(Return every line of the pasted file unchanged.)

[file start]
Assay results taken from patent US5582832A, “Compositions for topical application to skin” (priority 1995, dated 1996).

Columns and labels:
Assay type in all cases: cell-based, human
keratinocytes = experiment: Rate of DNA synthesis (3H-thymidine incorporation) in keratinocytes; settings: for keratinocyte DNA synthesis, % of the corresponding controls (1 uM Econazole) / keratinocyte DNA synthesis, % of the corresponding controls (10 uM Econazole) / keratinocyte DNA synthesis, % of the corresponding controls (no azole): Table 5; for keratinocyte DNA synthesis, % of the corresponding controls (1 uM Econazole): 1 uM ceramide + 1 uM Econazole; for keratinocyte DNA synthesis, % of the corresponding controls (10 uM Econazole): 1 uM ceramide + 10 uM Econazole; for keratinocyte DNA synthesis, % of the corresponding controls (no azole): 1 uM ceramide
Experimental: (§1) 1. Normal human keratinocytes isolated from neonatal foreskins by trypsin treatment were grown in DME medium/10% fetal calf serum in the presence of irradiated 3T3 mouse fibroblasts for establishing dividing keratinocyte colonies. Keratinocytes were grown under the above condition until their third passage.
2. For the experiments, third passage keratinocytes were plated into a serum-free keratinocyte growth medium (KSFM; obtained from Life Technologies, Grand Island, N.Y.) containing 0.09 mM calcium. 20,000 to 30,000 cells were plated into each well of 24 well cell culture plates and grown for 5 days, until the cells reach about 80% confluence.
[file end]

Assay results taken from patent US5582832A, “Compositions for topical application to skin” (priority 1995, dated 1996).

Columns and labels:
Assay type in all cases: cell-based, human
keratinocytes = experiment: Rate of DNA synthesis (3H-thymidine incorporation) in keratinocytes; settings: for keratinocyte DNA synthesis, % of the corresponding controls (1 uM Econazole) / keratinocyte DNA synthesis, % of the corresponding controls (10 uM Econazole) / keratinocyte DNA synthesis, % of the corresponding controls (no azole): Table 5; for keratinocyte DNA synthesis, % of the corresponding controls (1 uM Econazole): 1 uM ceramide + 1 uM Econazole; for keratinocyte DNA synthesis, % of the corresponding controls (10 uM Econazole): 1 uM ceramide + 10 uM Econazole; for keratinocyte DNA synthesis, % of the corresponding controls (no azole): 1 uM ceramide
Experimental: (§1) 1. Normal human keratinocytes isolated from neonatal foreskins by trypsin treatment were grown in DME medium/10% fetal calf serum in the presence of irradiated 3T3 mouse fibroblasts for establishing dividing keratinocyte colonies. Keratinocytes were grown under the above condition until their third passage.
2. For the experiments, third passage keratinocytes were plated into a serum-free keratinocyte growth medium (KSFM; obtained from Life Technologies, Grand Island, N.Y.) containing 0.09 mM calcium. 20,000 to 30,000 cells were plated into each well of 24 well cell culture plates and grown for 5 days, until the cells reach about 80% confluence.